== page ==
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Cancer Treatment Centers of America



Brand Names: Prolia®, Xgeva®

Denosumab is used in the treatment of prostate cancer and breast cancer, and in the treatment of bone metastases from solid tumors. Outside of cancer, this drug is used to treat postmenopausal women with osteoporosis at high risk of fracture.

Denosumab is a monoclonal antibody. Specifically, this drug works by binding to a protein called RANKL, which is involved in the growth and survival of osteoclasts, cells that disintegrate bone, a process known as bone resorption. By binding to RANKL, denosumab stops osteoclasts from forming. In prostate and breast cancer, denosumab may delay bone metastases. For solid tumors that have metastasized to the bone, denosumab may help prevent fractures.

This medication is given as an injection given under the skin (subcutaneously) in the upper arm, upper thigh, or stomach. When this drug is being used to prevent fractures in bones to which cancer has spread, it is usually given once every 4 weeks. Calcium and vitamin D supplements are usually recommended for patients taking denosumab.

Denosumab side effects

To prevent problematic interactions between denosumab and other drugs, be sure to tell your doctor if you are allergic to any medications, and what other medications and supplements you are currently taking. You should also inform your doctor if you have or ever had hypocalcemia, anemia, any type of infection, thyroid surgery or disease, stomach problems, diabetes, high blood pressure, liver tumor, liver disease, or kidney disease, if you are pregnant or planning to become pregnant, or if you are breastfeeding.

Denosumab is known to cause jaw problems. Be sure to talk with your doctor before having any dental treatments while taking denosumab. Maintaining good oral hygiene is also important during treatment with denosumab.

Possible side effects of denosumab may include:

  • Red, dry, or itchy skin
  • Rash
  • Oozing or crusty blisters on skin
  • Pain in the arms, legs, back, or muscle

Some of denosumab’s side effects can be serious. Call your doctor immediately if you experience any of these symptoms:

  • Muscle stiffness or spasms
  • Tingling in the finger, toes, or around the mouth
  • Fever or chills
  • Excessive sweating
  • Tiredness
  • Ear drainage or severe pain
  • Frequent or urgent need to urinate, burning feeling during urination
  • Pain, numbness, swelling, or drainage from mouth, teeth, or jaw
  • Ongoing pain beginning in stomach and possibly spreading to back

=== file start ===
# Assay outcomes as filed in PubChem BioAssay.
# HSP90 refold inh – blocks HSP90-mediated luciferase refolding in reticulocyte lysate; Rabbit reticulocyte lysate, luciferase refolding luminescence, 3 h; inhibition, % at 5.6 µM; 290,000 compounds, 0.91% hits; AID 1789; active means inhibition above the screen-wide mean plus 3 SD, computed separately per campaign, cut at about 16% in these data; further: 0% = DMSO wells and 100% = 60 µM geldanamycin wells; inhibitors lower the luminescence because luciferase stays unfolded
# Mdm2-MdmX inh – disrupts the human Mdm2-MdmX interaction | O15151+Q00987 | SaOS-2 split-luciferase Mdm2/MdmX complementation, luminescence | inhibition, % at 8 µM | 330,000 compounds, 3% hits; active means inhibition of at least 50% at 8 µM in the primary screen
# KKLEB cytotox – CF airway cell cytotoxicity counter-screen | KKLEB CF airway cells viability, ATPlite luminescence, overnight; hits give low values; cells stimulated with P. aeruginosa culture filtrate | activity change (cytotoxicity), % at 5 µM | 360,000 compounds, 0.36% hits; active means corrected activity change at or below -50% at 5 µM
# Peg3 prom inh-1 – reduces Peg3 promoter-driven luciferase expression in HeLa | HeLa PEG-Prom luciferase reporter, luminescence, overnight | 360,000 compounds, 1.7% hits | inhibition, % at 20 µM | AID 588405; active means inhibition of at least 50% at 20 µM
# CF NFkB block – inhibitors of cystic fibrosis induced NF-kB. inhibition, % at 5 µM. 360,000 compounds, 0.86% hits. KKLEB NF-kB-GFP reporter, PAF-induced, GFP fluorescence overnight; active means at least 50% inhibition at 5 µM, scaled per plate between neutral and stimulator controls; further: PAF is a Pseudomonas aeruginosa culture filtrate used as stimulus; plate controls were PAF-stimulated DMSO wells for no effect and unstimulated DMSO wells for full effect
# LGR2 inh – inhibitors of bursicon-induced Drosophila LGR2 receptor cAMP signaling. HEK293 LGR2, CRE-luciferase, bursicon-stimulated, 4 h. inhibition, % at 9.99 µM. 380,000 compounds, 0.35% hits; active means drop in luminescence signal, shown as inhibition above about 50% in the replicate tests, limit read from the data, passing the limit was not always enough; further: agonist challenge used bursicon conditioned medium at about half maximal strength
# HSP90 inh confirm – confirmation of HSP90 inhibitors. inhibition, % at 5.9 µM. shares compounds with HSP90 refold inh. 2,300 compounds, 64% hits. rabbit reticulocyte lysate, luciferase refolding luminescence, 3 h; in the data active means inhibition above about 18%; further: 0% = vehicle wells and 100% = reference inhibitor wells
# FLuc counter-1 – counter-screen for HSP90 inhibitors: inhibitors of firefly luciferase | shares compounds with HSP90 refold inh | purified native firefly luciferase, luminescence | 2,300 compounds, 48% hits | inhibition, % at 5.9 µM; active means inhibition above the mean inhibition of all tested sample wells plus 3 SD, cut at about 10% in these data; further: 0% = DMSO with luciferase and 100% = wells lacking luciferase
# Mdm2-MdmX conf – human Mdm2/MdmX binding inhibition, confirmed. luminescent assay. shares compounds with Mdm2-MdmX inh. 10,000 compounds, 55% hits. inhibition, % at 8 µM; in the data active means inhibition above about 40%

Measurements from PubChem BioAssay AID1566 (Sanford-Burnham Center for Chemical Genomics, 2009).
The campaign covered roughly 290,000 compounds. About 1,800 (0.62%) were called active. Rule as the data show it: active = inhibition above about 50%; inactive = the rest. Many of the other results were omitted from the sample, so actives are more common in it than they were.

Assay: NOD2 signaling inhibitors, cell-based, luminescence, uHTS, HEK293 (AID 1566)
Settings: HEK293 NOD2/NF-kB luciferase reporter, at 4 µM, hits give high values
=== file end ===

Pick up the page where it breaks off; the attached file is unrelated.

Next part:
• Nausea
  • Vomiting
  • Fast heart rate
  • Difficulty breathing

Please note that this is not a comprehensive list. Patients may experience additional effects not mentioned above.

At Cancer Treatment Centers of America (CTCA), your team of cancer experts will explain each of the side effects of denosumab with you in detail, as well as the side effects and expectations of all other medications planned as part of your individualized treatment plan.

Denosumab for cancer treatment

Denosumab is approved by the FDA for the following:

  • To increase bone mass in patients at high risk for fracture, including those receiving androgen deprivation therapy for nonmetastatic prostate cancer or adjuvant aromatase inhibitor therapy for breast cancer
  • To prevent skeletal-related events in patients with bone metastases from solid tumors
  • Treatment of postmenopausal women with osteoporosis at high risk for fracture

At Cancer Treatment Centers of America (CTCA), our integrative approach to cancer treatment works to fight your disease on all fronts and ensures that you remain at the center of everything we do. We encourage participation from both you and your family to make certain you are comfortable with all decisions made regarding your treatment.

The information provided here is for educational purposes only. In no way should it be considered as offering medical advice. Cancer Treatment Centers of America assumes no responsibility for how this material is used. Please check with a physician if you suspect you are ill. Also note that while Cancer Treatment Centers of America frequently updates its contents, medical information changes rapidly. Therefore, some information may be out of date.